Module integrated converters or MIC’s have seen a rapid market adoption since their introduction to the market in 2008. While rapidly gaining pace as an alternative or even upgrade from a traditional string or central inverters, they do have pros and cons, with the latter namely including higher costs of parts, more costly installation, and more expensive replacements. While only popular since 2012/2013, micro inverters are quickly catching on, especially for residential solar arrays, where solar output is often more important than initial costs.
What are Micro Inverters?
Micro inverters are quite simply smaller, lower capacity inverters which are normally rated at 190-250 watts (most grid-tie solar panels are rated at 250-275 watts, but rarely produce this). Because each micro inverter is rated for a single panel, it ties in parallel with the rest of the system. MIC’s are typically attached parallel with the panel or directly on the frame, and some panels come with micro inverters built in to reduce costs. Micro systems convert the DC power collected by each panel to AC individually and tie in together before feeding into the grid through a switch or into the home system.
MPPT (Maximum Power Point Tracking) – Inverters use a technology known as MPPT to gage the power output of the panels. Because string inverters treat the entire system as one panel, they have to adjust to the lowest output panel, which means that a single shaded, damaged, or high resistance panel can lower the output of the entire system. Studies have shown that a shaded or snow covered panel can reduce the efficiency of an entire system by as much as 54%. This is known as the string or Christmas Light effect. With micro inverters, this is not an issue, because each panel is treated as an individual system and is wired in parallel. This reduces issues due to shading, damage, and manufacturer defects which could cause a higher resistance. Most micro inverters adjust MPPT in real time, as well as individually for panels in an attempt to increase maximum power output.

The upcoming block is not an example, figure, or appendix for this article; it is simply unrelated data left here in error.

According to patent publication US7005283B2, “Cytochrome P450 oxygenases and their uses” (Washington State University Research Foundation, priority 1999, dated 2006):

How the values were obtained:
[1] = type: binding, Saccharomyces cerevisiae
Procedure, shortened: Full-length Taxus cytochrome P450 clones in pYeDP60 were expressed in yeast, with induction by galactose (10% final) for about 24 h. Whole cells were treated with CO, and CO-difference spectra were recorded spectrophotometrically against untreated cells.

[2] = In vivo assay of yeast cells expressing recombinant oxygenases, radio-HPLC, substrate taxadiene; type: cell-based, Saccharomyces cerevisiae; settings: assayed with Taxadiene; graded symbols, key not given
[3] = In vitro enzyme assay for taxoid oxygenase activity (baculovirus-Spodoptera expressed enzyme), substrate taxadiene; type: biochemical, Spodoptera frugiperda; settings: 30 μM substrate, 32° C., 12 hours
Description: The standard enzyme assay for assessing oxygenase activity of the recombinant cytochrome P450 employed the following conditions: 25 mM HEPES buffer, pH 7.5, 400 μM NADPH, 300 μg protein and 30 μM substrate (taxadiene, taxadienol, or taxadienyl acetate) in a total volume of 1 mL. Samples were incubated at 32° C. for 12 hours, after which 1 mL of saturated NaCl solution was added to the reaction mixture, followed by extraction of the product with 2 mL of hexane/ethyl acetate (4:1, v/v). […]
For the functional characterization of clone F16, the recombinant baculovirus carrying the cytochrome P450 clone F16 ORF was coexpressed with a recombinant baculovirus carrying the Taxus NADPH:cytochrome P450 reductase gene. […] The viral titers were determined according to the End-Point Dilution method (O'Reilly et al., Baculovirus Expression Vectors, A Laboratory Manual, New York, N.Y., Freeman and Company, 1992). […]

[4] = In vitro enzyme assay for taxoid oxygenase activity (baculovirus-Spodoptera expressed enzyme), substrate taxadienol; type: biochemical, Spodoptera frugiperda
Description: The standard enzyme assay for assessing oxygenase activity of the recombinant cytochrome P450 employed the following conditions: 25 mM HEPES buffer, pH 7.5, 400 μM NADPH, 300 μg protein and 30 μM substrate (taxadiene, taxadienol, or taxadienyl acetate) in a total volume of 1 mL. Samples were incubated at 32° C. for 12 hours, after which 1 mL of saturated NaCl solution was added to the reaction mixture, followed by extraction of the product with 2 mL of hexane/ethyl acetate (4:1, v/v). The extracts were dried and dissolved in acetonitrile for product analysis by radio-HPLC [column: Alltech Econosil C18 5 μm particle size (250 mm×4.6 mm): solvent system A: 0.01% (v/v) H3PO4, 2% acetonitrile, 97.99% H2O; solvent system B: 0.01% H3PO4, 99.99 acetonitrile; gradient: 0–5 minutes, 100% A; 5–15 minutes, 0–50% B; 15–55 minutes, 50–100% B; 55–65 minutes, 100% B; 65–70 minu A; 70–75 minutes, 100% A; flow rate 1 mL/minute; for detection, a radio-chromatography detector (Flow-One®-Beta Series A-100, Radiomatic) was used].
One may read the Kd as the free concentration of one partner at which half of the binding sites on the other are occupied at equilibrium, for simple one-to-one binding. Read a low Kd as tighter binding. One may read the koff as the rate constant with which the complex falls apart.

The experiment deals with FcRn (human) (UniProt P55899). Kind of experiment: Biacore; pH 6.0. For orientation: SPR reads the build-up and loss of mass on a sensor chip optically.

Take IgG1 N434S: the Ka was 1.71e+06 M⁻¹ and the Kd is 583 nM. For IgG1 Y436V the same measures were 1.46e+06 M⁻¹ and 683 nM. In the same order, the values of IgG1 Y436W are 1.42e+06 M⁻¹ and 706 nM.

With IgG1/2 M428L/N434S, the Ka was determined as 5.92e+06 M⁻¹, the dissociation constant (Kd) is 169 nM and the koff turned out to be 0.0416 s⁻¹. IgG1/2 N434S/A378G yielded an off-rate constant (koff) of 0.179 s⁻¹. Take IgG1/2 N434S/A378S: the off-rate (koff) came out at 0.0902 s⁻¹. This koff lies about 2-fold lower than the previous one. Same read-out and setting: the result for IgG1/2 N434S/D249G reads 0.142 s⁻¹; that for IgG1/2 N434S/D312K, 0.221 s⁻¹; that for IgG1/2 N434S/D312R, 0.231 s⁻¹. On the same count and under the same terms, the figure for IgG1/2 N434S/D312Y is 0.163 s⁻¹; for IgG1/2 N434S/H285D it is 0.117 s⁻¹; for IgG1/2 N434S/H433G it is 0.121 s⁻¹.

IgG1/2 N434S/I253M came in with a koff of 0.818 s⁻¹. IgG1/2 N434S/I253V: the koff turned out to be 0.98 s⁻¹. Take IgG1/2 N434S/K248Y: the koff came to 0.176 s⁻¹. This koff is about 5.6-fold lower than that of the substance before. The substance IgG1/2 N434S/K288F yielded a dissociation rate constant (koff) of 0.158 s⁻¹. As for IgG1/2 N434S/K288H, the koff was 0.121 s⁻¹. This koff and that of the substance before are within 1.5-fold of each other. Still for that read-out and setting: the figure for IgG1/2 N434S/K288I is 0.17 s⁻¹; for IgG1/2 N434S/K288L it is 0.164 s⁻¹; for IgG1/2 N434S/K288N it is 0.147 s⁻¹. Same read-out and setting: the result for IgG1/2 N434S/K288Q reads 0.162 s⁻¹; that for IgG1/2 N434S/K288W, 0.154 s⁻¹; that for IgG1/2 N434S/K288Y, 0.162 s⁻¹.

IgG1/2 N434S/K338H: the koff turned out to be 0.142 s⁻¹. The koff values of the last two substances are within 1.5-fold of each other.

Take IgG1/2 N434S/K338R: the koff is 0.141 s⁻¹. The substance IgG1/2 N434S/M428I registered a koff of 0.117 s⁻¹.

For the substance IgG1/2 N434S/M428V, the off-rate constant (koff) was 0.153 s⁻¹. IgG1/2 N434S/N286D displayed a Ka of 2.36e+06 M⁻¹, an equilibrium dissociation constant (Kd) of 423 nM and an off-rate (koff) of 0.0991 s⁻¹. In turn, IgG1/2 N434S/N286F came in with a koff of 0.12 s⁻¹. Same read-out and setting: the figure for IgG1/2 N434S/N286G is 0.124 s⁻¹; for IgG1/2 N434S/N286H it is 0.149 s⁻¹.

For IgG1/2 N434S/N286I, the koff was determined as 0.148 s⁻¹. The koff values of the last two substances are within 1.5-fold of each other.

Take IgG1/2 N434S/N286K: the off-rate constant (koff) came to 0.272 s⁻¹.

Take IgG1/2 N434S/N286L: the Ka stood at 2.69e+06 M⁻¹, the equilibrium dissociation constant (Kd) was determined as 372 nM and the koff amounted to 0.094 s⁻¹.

The process is similar to using a power optimiser, except, the power optimiser only attempts to individually modulate MPPT, rather than converting DC to AC onsite.
One Phase and Three Phase – One-phase micro inverters are the current standard, with a maximum efficiency of around 96%. Three-phase micro inverters have shorter periods of variation and variations of -60 to -120 or 60 to 120 instead of -120 to 120, allowing them to use less power storage, with an efficiency rating of 98%. However, these benefits are mainly theoretical, as there is no widespread adoption of three-phase, but prototypes are shown to be highly efficient, even in megawatt level solar farms.